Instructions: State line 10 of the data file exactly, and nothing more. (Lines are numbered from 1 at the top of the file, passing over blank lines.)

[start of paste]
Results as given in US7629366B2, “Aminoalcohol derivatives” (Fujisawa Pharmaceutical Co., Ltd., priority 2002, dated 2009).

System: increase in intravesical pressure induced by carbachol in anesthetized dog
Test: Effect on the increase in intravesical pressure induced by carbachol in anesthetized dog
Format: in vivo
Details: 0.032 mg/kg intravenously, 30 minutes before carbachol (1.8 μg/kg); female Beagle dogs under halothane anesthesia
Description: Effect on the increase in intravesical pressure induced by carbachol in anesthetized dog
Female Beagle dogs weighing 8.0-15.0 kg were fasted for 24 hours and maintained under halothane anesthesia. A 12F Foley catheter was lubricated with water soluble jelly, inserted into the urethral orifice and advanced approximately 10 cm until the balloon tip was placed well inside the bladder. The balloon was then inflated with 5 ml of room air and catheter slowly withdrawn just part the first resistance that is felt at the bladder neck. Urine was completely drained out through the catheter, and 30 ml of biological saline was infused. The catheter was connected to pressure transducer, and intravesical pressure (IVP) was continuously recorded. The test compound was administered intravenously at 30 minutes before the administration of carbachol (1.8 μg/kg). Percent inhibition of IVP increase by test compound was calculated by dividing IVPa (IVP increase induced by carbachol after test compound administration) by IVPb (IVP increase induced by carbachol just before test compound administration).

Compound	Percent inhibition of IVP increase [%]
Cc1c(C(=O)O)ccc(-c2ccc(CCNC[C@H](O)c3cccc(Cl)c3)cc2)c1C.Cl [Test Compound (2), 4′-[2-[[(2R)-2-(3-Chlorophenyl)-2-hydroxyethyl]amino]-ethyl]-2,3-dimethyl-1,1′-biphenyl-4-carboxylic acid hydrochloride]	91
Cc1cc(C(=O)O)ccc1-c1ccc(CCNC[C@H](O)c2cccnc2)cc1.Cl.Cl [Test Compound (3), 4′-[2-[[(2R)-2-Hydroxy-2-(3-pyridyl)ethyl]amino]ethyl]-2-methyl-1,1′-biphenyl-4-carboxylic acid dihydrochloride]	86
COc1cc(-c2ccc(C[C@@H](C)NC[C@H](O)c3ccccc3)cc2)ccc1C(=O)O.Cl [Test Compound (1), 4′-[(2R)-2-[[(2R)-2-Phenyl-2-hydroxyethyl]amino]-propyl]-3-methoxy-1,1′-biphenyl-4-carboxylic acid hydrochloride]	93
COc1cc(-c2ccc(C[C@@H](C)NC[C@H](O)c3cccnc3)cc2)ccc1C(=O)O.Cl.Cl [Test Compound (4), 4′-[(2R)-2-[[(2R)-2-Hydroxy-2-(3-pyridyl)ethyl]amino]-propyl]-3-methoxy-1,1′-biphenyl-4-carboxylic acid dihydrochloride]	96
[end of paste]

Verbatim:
Cc1cc(C(=O)O)ccc1-c1ccc(CCNC[C@H](O)c2cccnc2)cc1.Cl.Cl [Test Compound (3), 4′-[2-[[(2R)-2-Hydroxy-2-(3-pyridyl)ethyl]amino]ethyl]-2-methyl-1,1′-biphenyl-4-carboxylic acid dihydrochloride]	86